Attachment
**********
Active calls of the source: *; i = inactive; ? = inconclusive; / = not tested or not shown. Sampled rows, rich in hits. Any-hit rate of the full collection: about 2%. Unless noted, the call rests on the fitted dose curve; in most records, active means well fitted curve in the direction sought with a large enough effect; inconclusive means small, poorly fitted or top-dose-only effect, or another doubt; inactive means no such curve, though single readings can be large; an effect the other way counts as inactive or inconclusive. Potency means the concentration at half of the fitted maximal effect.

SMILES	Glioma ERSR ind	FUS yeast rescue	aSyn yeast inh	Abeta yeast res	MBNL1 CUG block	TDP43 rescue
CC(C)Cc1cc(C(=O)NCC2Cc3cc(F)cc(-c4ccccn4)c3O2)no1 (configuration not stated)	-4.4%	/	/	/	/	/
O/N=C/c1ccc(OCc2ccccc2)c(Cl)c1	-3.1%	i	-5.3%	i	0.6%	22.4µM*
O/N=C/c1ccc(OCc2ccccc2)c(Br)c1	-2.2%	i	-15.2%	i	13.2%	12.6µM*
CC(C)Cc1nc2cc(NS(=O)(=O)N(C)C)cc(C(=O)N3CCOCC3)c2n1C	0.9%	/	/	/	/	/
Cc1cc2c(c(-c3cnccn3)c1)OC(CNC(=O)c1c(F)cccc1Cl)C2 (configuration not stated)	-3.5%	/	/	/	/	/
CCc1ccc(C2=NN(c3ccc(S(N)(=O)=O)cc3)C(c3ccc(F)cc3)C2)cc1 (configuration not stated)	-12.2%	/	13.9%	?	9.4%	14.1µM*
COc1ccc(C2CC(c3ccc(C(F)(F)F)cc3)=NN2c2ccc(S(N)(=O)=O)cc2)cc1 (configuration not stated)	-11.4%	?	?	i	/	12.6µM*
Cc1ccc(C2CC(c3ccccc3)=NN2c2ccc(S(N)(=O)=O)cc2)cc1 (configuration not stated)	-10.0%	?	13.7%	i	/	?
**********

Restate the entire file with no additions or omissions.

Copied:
Active calls of the source: *; i = inactive; ? = inconclusive; / = not tested or not shown. Sampled rows, rich in hits. Any-hit rate of the full collection: about 2%. Unless noted, the call rests on the fitted dose curve; in most records, active means well fitted curve in the direction sought with a large enough effect; inconclusive means small, poorly fitted or top-dose-only effect, or another doubt; inactive means no such curve, though single readings can be large; an effect the other way counts as inactive or inconclusive. Potency means the concentration at half of the fitted maximal effect.

SMILES	Glioma ERSR ind	FUS yeast rescue	aSyn yeast inh	Abeta yeast res	MBNL1 CUG block	TDP43 rescue
CC(C)Cc1cc(C(=O)NCC2Cc3cc(F)cc(-c4ccccn4)c3O2)no1 (configuration not stated)	-4.4%	/	/	/	/	/
O/N=C/c1ccc(OCc2ccccc2)c(Cl)c1	-3.1%	i	-5.3%	i	0.6%	22.4µM*
O/N=C/c1ccc(OCc2ccccc2)c(Br)c1	-2.2%	i	-15.2%	i	13.2%	12.6µM*
CC(C)Cc1nc2cc(NS(=O)(=O)N(C)C)cc(C(=O)N3CCOCC3)c2n1C	0.9%	/	/	/	/	/
Cc1cc2c(c(-c3cnccn3)c1)OC(CNC(=O)c1c(F)cccc1Cl)C2 (configuration not stated)	-3.5%	/	/	/	/	/
CCc1ccc(C2=NN(c3ccc(S(N)(=O)=O)cc3)C(c3ccc(F)cc3)C2)cc1 (configuration not stated)	-12.2%	/	13.9%	?	9.4%	14.1µM*
COc1ccc(C2CC(c3ccc(C(F)(F)F)cc3)=NN2c2ccc(S(N)(=O)=O)cc2)cc1 (configuration not stated)	-11.4%	?	?	i	/	12.6µM*
Cc1ccc(C2CC(c3ccccc3)=NN2c2ccc(S(N)(=O)=O)cc2)cc1 (configuration not stated)	-10.0%	?	13.7%	i	/	?